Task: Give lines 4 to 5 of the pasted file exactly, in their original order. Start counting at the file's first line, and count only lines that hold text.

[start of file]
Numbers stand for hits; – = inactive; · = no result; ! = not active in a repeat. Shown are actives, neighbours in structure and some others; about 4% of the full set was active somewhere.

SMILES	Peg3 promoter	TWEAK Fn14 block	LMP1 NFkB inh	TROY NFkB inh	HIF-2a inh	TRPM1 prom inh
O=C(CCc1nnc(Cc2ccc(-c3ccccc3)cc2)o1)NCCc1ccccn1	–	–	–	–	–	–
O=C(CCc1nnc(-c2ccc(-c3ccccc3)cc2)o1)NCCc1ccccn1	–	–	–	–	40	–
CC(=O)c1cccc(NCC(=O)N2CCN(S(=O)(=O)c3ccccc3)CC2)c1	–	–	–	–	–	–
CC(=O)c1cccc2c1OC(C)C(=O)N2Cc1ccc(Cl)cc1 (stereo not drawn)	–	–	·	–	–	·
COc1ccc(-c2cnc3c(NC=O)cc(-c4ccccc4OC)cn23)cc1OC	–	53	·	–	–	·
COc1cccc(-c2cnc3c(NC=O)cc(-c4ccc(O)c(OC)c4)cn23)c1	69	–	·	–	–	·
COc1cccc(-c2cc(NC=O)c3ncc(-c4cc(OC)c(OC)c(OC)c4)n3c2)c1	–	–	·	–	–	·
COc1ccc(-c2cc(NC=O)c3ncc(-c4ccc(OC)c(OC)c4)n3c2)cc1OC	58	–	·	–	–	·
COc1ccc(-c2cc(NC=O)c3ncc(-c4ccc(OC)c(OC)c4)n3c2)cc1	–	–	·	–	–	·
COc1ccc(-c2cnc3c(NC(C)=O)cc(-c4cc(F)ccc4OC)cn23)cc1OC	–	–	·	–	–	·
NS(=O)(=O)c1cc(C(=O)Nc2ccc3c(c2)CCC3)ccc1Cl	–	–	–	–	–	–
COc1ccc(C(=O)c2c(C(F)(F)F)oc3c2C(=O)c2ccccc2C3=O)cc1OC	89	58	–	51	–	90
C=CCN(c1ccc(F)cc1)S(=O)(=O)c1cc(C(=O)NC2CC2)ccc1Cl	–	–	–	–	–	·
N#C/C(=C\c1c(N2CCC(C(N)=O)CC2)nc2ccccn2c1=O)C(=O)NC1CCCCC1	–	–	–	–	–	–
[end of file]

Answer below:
O=C(CCc1nnc(-c2ccc(-c3ccccc3)cc2)o1)NCCc1ccccn1	–	–	–	–	40	–
CC(=O)c1cccc(NCC(=O)N2CCN(S(=O)(=O)c3ccccc3)CC2)c1	–	–	–	–	–	–